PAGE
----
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US turns to using Greek alphabet to name hurricanes

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Having reached the end of the list of 21 names provided by the National Hurricane Center, the US will turn to using the Greek alphabet to label impending hurricanes.

Should a severe cyclone off the East Coast hit US shores, it will become ‘Wilfred’; The final name prepared by the National Hurricane Center.

“Once we exhaust the last name on the list, which is Wilfred, we then have to switch to the Greek alphabet and you will start to see names such as Alpha, Beta, Gamma, Delta, Epsilon, Zeta etc,” the WMO’s Clare Nullis told reporters.

According to the World Meteorological Organization (WMO), this will be the second time in history that the Greek alphabet will be used.

This year’s season is set to be the busiest ever with the US National Oceanic and Atmospheric Administration forecasting a record 25 storms which it attributes to warm sea temperatures and low wind-shear.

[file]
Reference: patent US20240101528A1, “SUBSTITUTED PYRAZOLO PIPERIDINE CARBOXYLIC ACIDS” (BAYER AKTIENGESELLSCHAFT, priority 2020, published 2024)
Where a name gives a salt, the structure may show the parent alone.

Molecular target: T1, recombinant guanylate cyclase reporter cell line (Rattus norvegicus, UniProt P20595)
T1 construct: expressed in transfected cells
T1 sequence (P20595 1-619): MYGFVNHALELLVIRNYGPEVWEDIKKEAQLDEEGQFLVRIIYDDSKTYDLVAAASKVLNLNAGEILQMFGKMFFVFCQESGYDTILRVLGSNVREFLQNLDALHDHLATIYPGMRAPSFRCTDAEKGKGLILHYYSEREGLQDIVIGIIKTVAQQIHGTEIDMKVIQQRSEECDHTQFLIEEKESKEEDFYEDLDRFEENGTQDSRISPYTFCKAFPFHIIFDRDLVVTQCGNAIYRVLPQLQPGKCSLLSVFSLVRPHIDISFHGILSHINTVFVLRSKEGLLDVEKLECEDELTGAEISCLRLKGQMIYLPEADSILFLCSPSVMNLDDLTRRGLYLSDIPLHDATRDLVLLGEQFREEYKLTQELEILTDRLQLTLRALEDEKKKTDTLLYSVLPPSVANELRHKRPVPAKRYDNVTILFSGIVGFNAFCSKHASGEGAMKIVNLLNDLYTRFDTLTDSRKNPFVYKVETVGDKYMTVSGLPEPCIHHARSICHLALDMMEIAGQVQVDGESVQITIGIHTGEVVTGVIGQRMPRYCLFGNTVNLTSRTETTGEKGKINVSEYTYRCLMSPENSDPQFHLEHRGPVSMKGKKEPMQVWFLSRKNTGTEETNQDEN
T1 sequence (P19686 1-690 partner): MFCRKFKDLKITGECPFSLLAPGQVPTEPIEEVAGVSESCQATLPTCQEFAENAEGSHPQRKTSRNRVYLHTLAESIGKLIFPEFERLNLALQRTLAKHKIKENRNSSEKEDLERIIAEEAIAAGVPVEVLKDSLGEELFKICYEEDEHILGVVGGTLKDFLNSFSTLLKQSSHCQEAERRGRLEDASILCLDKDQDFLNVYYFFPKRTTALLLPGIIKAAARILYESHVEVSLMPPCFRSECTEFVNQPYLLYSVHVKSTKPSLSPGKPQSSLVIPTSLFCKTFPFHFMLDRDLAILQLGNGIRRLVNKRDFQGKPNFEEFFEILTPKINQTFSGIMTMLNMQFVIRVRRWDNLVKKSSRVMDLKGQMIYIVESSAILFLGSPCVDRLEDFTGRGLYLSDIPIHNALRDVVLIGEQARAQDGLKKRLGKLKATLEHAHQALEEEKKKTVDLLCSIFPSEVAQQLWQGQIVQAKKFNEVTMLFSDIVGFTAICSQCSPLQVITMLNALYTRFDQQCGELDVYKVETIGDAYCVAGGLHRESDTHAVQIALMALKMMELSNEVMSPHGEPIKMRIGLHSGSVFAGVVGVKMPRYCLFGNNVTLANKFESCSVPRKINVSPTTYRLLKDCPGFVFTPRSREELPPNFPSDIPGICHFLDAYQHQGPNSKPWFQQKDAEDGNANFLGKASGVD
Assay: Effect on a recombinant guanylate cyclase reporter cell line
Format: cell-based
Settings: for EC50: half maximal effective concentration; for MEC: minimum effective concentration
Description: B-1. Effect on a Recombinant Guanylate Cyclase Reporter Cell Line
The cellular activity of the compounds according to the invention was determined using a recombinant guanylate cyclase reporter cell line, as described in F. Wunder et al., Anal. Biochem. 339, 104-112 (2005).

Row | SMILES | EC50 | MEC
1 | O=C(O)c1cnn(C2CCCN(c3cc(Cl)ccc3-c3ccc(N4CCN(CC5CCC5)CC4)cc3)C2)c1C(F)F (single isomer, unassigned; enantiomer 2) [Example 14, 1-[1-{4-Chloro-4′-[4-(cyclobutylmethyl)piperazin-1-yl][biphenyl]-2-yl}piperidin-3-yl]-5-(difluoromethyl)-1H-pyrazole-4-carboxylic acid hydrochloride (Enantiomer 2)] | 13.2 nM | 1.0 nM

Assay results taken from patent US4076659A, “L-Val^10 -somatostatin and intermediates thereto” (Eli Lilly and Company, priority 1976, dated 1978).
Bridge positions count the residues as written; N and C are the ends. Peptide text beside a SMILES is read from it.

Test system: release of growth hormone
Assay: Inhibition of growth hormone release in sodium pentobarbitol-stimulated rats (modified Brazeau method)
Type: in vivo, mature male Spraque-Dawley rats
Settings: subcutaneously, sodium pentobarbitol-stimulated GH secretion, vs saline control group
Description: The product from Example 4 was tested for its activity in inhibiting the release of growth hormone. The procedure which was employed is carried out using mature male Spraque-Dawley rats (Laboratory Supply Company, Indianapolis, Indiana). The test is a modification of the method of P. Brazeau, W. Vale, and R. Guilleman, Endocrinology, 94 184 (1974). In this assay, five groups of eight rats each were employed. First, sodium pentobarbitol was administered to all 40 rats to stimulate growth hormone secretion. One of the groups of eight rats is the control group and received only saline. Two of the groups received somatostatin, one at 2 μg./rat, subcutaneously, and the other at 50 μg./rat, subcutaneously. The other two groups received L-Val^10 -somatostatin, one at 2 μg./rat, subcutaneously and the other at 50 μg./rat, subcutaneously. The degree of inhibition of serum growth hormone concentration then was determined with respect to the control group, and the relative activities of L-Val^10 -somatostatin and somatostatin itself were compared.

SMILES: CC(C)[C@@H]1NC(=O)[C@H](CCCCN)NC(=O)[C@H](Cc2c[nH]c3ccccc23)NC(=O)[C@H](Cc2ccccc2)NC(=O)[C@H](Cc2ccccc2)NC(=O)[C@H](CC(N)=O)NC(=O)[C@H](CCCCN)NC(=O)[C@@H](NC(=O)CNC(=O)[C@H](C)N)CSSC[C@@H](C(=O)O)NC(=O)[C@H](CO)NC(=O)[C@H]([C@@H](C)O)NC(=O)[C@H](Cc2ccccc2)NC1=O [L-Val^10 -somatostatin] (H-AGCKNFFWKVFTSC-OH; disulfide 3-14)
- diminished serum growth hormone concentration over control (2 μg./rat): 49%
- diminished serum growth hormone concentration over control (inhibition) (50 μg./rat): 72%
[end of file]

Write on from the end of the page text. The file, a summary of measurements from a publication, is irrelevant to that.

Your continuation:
Occasionally, a storm name is “retired” by the committee if it proves to be very destructive, such as Mitch which struck Honduras in 1998. However, the WMO states that letters of the Greek alphabet that are used for tropical systems cannot be retired.

Hurricane Florence approaching the eastern U.S. on Sept. 12, 2018. (NOAA / GOES-East)

“If a significant storm designated by a letter of the Greek Alphabet, in either the Atlantic or eastern North Pacific Basin, were considered worthy of being ‘retired,’ it would be included in the list of retired names with the year of occurrence and other details, but that particular letter in the Greek Alphabet would continue to be available for use in the future,” the WMO explained.

Nullis said the WMO is then bombarded with replacement requests. “Either people are outraged that a storm has their name or they say: please name it after my husband or wife.” 

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